What is hip osteoarthritis (hip OA)?

Hip OA is a condition that can affect one or both of your hip joints. It is characterized by destruction of cartilage, leading to rough and uneven joint surfaces. Hip OA may present with pain during weight bearing activity or pain when sleeping. The pain may vary in location and can occur at the hip joint or in the groin, thigh or buttock. The pain is often like a deep ache however can also be sharp in nature. Stiffness within the hip joint may also be present, limiting your range of movement particularly after sustained positions.

Why does it happen?

The exact cause of osteoarthritis is unknown however several factors can contribute to the increased risk of having OA. These factors include:

    • Age, OA is more common in the older population due to the gradual wear and tear of the joint overtime.
    • Obesity due to the increased stress placed on your weight bearing joints
    • Manual labour / sport resulting in increased wear and tear of the joint
    • Previous joint injury
    • Genetics, due to a defect in one your genes that is responsible for manufacturing cartilage (protective cushion at the end of your bones)

What can a physiotherapist do?

Although there is currently no cure for hip OA your physiotherapist can assist you in managing your condition and help ease the pain.

Exercise is one of the most important and beneficial treatments for OA. It can assist with the strength, support and stability around your joints and help to reduce load through the joint. Exercise programs that the physiotherapist develops are individualized to best suit your needs. Low impact exercise is beneficial for people with hip OA. Exercise programs could involve cycling, tai chi, hydrotherapy and pilates.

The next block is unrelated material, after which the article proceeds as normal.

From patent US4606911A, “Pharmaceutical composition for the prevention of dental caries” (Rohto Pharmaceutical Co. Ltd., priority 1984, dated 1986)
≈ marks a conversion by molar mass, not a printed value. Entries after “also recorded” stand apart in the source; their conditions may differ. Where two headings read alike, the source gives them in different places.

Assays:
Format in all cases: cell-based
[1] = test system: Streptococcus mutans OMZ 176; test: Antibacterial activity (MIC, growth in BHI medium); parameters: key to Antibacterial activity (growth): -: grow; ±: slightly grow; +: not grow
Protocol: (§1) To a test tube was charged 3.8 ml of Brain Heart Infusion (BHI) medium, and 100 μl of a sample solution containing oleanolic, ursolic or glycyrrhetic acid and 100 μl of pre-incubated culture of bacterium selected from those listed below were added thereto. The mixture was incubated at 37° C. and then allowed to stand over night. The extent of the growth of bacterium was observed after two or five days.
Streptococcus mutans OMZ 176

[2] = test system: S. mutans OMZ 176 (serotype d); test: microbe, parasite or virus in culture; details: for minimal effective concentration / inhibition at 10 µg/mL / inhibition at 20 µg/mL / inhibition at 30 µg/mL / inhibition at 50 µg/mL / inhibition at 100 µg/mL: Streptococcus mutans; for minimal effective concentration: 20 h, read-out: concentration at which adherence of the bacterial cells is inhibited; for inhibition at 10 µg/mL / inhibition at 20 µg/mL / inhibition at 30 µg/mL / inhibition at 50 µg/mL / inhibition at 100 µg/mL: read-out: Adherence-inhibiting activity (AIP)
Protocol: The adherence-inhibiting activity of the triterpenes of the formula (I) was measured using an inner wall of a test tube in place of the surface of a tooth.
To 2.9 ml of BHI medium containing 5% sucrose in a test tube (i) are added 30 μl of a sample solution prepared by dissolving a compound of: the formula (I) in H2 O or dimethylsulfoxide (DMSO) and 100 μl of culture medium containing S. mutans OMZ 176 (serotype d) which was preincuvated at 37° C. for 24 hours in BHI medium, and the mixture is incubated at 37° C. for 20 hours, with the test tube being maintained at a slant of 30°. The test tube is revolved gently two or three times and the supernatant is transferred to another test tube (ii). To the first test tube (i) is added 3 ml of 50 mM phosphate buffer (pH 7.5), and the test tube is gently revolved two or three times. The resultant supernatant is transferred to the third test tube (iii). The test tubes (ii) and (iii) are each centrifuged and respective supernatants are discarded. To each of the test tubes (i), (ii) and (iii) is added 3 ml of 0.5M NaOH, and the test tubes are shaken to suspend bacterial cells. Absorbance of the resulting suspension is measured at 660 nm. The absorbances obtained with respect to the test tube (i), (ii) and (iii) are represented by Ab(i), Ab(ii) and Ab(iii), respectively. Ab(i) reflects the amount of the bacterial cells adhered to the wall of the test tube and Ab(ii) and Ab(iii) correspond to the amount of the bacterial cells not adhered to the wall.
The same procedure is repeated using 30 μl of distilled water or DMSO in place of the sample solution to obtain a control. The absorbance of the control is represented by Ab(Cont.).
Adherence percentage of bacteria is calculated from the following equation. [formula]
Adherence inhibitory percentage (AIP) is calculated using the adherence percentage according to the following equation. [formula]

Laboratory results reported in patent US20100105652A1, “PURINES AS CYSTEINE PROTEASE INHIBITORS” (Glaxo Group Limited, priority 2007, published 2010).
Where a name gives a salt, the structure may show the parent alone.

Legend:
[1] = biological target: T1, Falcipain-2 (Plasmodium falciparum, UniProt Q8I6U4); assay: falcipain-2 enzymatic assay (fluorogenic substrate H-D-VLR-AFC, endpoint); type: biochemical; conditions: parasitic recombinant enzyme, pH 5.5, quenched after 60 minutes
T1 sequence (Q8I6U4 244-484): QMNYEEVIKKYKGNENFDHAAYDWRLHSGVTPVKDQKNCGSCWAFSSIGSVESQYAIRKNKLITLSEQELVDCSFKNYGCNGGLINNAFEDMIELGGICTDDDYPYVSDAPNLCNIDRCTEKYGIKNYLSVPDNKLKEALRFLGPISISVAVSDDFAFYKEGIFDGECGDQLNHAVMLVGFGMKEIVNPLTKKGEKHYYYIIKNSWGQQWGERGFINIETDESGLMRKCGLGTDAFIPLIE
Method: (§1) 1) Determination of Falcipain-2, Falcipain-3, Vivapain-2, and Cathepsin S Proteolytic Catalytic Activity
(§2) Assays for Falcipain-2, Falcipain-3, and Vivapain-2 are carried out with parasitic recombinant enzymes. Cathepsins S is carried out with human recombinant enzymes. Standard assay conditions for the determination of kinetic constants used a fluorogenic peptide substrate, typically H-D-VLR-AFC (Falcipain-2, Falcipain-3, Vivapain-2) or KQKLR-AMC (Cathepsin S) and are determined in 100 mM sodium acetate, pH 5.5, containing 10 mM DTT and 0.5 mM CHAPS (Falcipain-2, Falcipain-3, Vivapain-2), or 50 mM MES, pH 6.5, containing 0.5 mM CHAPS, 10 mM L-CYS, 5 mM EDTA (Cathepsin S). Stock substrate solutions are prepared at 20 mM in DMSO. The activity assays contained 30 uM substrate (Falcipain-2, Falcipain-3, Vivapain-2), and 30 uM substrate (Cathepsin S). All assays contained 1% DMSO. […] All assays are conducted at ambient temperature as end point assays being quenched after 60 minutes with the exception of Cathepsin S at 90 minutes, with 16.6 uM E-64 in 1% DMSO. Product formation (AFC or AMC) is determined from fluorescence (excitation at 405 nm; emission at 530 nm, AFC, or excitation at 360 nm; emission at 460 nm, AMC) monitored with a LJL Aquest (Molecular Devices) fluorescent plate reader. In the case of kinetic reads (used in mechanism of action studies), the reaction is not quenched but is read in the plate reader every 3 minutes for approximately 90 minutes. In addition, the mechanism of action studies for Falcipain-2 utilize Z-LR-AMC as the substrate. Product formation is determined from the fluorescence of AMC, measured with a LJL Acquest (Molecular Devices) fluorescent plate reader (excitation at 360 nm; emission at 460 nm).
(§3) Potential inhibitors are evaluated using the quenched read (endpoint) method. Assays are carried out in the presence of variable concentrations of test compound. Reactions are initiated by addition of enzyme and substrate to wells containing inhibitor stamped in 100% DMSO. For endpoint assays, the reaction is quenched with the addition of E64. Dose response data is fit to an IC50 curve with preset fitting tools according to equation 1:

The physiotherapist can also provide treatment and give you education and advice on methods to reduce the inflammation and stiffness within your hip joint. Treatment may include manual therapy, soft-tissue therapy, electrotherapy and taping for support. In particular a pilates based program to increase the strength and stability of the muscles supporting the hip would be of increasing benefit. Often you will also have associated lower back pain. Your physiotherapist will also assess and treat this.

Pain management is an important aspect in the control of your hip OA. Your physiotherapist will work closely with your doctor and pharmaceutical provider to assist you in managing your pain.

Outcome

In the early stages of hip OA, with appropriate physiotherapy intervention and pain relief you can effectively manage your arthritic pain so that it has little implications on your daily activity. In severe cases or when conservative treatment fails joint replacement may be necessary.